Not only does the Vetta II have over 70 classic amp models, but over 80 classic stomp box models as well. It would take you a very long time to run through all the possible combination. Taking things even further, there are 28 cabinet models. Even though this amp has two 12″ speakers, you can choose a 4×10″ cabinet model, or an open-back 2X12″ cabinet model. the end result is that you completely re-think the standard amplifier model and see the Vetta II as more of a tone shaping tool.
Now that you have your tone worked out, you can move on to post-signal processing. Yes, the Vetta II includes studio-grade post processing models that allow you to fine tune your sound as if it were being put through a studio mixing board. There are 64 factory presets and 64 user presets, so you have build a nice library of your own sounds for later recall. There is also an input for a Line 6 Variax guitar, just in case you are using one. While the price tag might be a bit high, this Line 6 Vetta II is simply a world-class piece of guitar engineering and definitely worth a look before you make your final purchase.
I’ve been ranting and raving for years to anyone who will listen that Music Man amps are some of the greatest. Unfortunately, you are in for more of the same.
This rant is about the much overlooked RD-50 Head. I must admit that I never even knew these things existed for a long time. If you can believe it, I actually found one in a pawn shop on 7th Ave and 23rd street in New York City. These kinds of things really don’t happen so much any more as Guitar Center and Sam Ash have pretty much put everyone else out of business. But in this case, there I was in this pawn shop, surrounded by cameras and cheap jewelry. I saw this little mini head that had the Music Man logo. I scratched my head: “….this ain’t an HD-130… what the hell is this little thing…. I didn’t know Music Man made a head this small…”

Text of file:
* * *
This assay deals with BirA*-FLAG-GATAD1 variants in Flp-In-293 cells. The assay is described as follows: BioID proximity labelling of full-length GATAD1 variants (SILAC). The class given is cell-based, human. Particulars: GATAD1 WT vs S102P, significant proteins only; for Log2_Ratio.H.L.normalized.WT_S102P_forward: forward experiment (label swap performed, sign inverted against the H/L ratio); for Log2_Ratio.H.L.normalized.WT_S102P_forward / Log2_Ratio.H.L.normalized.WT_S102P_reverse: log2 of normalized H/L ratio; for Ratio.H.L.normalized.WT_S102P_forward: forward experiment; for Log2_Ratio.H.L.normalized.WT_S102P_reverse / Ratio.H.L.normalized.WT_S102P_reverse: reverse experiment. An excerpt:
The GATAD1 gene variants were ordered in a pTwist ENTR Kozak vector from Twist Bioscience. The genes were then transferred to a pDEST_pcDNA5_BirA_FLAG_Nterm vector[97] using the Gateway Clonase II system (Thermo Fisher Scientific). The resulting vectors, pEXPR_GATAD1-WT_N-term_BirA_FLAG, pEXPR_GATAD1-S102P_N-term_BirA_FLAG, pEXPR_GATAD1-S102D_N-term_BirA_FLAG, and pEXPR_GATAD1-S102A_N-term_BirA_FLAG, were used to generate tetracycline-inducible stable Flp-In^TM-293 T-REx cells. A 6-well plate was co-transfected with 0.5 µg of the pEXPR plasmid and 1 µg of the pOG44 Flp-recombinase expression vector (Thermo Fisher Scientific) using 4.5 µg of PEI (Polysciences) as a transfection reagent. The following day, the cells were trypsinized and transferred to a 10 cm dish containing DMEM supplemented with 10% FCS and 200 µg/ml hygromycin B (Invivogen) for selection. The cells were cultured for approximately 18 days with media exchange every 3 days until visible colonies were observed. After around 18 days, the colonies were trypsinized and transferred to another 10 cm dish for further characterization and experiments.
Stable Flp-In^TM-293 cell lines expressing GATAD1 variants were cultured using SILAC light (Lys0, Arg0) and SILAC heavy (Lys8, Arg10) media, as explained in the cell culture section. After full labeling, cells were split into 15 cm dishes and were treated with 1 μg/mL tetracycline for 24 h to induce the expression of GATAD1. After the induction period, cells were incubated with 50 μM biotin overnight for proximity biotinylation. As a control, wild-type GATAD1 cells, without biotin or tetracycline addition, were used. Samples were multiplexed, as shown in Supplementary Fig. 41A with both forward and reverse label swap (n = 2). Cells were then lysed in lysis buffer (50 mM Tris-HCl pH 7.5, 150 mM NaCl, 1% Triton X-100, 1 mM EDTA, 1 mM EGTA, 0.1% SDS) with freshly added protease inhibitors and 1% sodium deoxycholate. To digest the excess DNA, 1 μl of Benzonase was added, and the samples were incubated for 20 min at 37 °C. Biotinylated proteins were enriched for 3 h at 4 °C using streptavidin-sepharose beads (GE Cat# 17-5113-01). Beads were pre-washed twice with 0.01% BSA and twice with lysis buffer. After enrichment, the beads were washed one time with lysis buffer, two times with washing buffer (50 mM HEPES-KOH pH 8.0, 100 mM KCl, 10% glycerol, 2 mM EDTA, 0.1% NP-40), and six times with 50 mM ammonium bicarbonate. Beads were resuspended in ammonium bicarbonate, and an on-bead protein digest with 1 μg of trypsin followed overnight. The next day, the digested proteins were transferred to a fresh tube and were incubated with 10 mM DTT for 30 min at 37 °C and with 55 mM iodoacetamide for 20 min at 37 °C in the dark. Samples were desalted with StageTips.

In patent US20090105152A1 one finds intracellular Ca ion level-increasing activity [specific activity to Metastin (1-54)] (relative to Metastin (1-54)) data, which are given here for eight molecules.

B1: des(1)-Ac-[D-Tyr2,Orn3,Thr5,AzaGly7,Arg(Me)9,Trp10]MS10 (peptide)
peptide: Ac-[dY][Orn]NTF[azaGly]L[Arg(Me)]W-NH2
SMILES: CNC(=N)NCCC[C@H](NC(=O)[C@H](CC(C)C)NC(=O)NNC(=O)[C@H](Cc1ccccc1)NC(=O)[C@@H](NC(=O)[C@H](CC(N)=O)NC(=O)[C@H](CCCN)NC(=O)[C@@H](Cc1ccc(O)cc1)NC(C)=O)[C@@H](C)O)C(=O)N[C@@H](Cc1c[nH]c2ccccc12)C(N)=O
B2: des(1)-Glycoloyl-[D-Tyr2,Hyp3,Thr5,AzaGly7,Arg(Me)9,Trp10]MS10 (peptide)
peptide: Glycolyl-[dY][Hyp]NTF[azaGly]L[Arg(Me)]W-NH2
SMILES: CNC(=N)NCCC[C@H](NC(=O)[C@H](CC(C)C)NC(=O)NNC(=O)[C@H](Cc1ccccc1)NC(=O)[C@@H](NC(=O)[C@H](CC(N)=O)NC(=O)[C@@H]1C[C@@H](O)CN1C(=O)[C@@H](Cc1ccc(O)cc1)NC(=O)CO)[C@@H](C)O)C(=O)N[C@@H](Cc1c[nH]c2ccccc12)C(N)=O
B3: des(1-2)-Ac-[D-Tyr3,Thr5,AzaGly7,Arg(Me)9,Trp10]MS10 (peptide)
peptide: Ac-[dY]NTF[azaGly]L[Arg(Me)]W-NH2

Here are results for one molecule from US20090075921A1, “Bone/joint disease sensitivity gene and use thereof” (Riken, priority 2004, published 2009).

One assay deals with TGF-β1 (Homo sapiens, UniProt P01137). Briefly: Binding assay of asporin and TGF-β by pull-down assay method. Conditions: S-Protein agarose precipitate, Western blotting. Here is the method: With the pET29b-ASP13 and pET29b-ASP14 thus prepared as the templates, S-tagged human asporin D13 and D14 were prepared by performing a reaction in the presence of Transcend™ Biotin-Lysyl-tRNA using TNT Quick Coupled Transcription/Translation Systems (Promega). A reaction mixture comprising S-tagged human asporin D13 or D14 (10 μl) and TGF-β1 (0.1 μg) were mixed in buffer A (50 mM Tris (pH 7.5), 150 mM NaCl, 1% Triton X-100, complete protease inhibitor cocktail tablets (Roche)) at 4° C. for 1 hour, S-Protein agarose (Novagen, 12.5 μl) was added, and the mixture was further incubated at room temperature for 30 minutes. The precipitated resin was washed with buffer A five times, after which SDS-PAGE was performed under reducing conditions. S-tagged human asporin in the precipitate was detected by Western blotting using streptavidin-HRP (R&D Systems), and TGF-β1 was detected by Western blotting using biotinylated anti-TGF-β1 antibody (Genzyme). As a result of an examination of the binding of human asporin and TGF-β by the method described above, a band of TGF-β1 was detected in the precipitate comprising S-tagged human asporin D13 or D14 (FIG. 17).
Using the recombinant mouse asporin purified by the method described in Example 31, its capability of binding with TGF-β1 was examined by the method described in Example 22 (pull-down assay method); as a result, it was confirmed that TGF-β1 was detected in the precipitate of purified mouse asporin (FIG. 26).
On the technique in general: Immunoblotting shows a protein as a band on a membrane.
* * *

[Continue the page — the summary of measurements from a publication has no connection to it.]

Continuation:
I then realized that it was the guts of my little RD-50, just no speaker. The guy had some horrible horrible guitar and I had to try it out using some kind of strat copy from hell. The reverb didn’t work so I nicke & dimed him down to something rediculous like $150. Yes, I got this head for $150. I think it cost me about $50 to get the reverb fixed, so the head ran me $200 total. I don’t need to tell you how much I love the RD-50, so you can assume that my rant about the tone of this amp is the same. What is so cool is that this head is so small and reasonable in weight that you could actually carry it to a gig. This is assuming that there is a speaker cabinet at your gig that is up for grabs.